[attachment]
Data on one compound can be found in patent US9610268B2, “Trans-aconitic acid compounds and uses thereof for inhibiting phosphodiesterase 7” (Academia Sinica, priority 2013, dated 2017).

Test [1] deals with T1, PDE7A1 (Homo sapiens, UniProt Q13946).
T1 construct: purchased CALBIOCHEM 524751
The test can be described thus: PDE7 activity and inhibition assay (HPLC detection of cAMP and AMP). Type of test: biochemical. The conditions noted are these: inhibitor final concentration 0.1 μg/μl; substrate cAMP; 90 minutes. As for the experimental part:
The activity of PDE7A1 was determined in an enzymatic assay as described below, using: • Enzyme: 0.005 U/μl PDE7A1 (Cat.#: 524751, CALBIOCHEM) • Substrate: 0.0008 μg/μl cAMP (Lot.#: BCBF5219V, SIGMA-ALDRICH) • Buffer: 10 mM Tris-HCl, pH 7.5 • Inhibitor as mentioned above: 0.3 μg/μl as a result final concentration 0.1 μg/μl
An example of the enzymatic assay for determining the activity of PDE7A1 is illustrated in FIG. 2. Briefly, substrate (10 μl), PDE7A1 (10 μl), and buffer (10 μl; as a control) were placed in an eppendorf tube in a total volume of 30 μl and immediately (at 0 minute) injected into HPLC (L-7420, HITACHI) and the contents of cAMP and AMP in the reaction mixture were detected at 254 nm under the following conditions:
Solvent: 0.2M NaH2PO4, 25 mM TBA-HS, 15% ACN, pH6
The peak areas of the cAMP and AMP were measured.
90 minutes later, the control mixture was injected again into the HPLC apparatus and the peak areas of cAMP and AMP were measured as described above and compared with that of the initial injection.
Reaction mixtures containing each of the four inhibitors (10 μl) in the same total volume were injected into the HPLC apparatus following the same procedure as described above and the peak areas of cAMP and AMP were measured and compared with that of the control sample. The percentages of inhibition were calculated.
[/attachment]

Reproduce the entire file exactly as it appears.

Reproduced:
Data on one compound can be found in patent US9610268B2, “Trans-aconitic acid compounds and uses thereof for inhibiting phosphodiesterase 7” (Academia Sinica, priority 2013, dated 2017).

Test [1] deals with T1, PDE7A1 (Homo sapiens, UniProt Q13946).
T1 construct: purchased CALBIOCHEM 524751
The test can be described thus: PDE7 activity and inhibition assay (HPLC detection of cAMP and AMP). Type of test: biochemical. The conditions noted are these: inhibitor final concentration 0.1 μg/μl; substrate cAMP; 90 minutes. As for the experimental part:
The activity of PDE7A1 was determined in an enzymatic assay as described below, using: • Enzyme: 0.005 U/μl PDE7A1 (Cat.#: 524751, CALBIOCHEM) • Substrate: 0.0008 μg/μl cAMP (Lot.#: BCBF5219V, SIGMA-ALDRICH) • Buffer: 10 mM Tris-HCl, pH 7.5 • Inhibitor as mentioned above: 0.3 μg/μl as a result final concentration 0.1 μg/μl
An example of the enzymatic assay for determining the activity of PDE7A1 is illustrated in FIG. 2. Briefly, substrate (10 μl), PDE7A1 (10 μl), and buffer (10 μl; as a control) were placed in an eppendorf tube in a total volume of 30 μl and immediately (at 0 minute) injected into HPLC (L-7420, HITACHI) and the contents of cAMP and AMP in the reaction mixture were detected at 254 nm under the following conditions:
Solvent: 0.2M NaH2PO4, 25 mM TBA-HS, 15% ACN, pH6
The peak areas of the cAMP and AMP were measured.
90 minutes later, the control mixture was injected again into the HPLC apparatus and the peak areas of cAMP and AMP were measured as described above and compared with that of the initial injection.
Reaction mixtures containing each of the four inhibitors (10 μl) in the same total volume were injected into the HPLC apparatus following the same procedure as described above and the peak areas of cAMP and AMP were measured and compared with that of the control sample. The percentages of inhibition were calculated.